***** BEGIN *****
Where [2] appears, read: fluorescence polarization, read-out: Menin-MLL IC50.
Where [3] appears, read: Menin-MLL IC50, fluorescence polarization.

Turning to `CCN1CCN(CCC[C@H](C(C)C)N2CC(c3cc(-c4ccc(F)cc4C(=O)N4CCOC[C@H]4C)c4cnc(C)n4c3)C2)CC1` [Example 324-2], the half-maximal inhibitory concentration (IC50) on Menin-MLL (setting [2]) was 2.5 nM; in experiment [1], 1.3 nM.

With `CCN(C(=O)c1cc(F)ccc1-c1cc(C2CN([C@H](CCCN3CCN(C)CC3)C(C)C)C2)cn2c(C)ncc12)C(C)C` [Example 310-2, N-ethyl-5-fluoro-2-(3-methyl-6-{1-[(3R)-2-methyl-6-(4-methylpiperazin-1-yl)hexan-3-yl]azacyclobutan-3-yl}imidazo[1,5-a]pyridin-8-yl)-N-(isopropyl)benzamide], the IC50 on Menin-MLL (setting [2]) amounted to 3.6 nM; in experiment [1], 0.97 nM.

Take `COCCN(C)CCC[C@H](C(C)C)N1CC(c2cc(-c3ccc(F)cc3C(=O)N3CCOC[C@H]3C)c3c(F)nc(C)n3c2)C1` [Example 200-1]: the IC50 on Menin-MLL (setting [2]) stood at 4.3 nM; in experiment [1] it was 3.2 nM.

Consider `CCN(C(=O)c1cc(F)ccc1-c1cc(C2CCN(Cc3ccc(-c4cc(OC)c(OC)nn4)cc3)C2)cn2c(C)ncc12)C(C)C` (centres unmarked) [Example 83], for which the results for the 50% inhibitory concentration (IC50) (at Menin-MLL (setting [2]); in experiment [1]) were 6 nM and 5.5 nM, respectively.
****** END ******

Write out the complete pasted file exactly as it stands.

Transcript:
Where [2] appears, read: fluorescence polarization, read-out: Menin-MLL IC50.
Where [3] appears, read: Menin-MLL IC50, fluorescence polarization.

Turning to `CCN1CCN(CCC[C@H](C(C)C)N2CC(c3cc(-c4ccc(F)cc4C(=O)N4CCOC[C@H]4C)c4cnc(C)n4c3)C2)CC1` [Example 324-2], the half-maximal inhibitory concentration (IC50) on Menin-MLL (setting [2]) was 2.5 nM; in experiment [1], 1.3 nM.

With `CCN(C(=O)c1cc(F)ccc1-c1cc(C2CN([C@H](CCCN3CCN(C)CC3)C(C)C)C2)cn2c(C)ncc12)C(C)C` [Example 310-2, N-ethyl-5-fluoro-2-(3-methyl-6-{1-[(3R)-2-methyl-6-(4-methylpiperazin-1-yl)hexan-3-yl]azacyclobutan-3-yl}imidazo[1,5-a]pyridin-8-yl)-N-(isopropyl)benzamide], the IC50 on Menin-MLL (setting [2]) amounted to 3.6 nM; in experiment [1], 0.97 nM.

Take `COCCN(C)CCC[C@H](C(C)C)N1CC(c2cc(-c3ccc(F)cc3C(=O)N3CCOC[C@H]3C)c3c(F)nc(C)n3c2)C1` [Example 200-1]: the IC50 on Menin-MLL (setting [2]) stood at 4.3 nM; in experiment [1] it was 3.2 nM.

Consider `CCN(C(=O)c1cc(F)ccc1-c1cc(C2CCN(Cc3ccc(-c4cc(OC)c(OC)nn4)cc3)C2)cn2c(C)ncc12)C(C)C` (centres unmarked) [Example 83], for which the results for the 50% inhibitory concentration (IC50) (at Menin-MLL (setting [2]); in experiment [1]) were 6 nM and 5.5 nM, respectively.